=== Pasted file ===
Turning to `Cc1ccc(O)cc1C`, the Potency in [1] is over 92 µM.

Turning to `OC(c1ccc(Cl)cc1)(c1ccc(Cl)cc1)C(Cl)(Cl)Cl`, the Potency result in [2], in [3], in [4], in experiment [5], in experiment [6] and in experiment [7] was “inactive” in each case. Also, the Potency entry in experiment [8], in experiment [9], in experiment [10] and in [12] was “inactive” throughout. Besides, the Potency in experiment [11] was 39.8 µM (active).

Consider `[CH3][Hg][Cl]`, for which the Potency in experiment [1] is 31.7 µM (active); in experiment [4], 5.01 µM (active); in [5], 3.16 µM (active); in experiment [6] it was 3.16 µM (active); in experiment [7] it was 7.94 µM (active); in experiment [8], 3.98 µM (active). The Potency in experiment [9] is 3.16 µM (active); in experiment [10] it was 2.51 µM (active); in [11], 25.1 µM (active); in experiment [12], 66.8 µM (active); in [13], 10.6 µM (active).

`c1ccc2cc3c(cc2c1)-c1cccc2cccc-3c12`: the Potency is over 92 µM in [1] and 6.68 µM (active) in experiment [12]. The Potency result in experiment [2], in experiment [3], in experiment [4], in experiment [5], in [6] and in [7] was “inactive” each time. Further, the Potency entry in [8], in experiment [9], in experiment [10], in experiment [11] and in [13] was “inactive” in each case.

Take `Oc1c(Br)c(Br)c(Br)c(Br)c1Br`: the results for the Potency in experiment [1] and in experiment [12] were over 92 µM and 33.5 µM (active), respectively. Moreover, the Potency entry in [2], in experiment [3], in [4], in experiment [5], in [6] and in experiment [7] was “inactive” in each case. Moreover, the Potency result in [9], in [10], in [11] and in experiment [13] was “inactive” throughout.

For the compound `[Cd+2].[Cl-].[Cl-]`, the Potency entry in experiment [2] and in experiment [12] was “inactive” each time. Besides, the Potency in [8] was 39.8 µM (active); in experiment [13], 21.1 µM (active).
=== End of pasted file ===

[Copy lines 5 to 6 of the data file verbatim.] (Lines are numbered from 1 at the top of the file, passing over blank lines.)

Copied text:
Take `Oc1c(Br)c(Br)c(Br)c(Br)c1Br`: the results for the Potency in experiment [1] and in experiment [12] were over 92 µM and 33.5 µM (active), respectively. Moreover, the Potency entry in [2], in experiment [3], in [4], in experiment [5], in [6] and in experiment [7] was “inactive” in each case. Moreover, the Potency result in [9], in [10], in [11] and in experiment [13] was “inactive” throughout.

For the compound `[Cd+2].[Cl-].[Cl-]`, the Potency entry in experiment [2] and in experiment [12] was “inactive” each time. Besides, the Potency in [8] was 39.8 µM (active); in experiment [13], 21.1 µM (active).